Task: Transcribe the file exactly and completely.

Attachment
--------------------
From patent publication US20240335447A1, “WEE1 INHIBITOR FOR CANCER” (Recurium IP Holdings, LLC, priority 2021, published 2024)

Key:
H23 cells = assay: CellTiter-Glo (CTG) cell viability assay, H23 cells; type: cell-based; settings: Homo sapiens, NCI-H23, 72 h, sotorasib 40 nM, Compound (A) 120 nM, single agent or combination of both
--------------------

From patent publication US20240335447A1, “WEE1 INHIBITOR FOR CANCER” (Recurium IP Holdings, LLC, priority 2021, published 2024)

Key:
H23 cells = assay: CellTiter-Glo (CTG) cell viability assay, H23 cells; type: cell-based; settings: Homo sapiens, NCI-H23, 72 h, sotorasib 40 nM, Compound (A) 120 nM, single agent or combination of both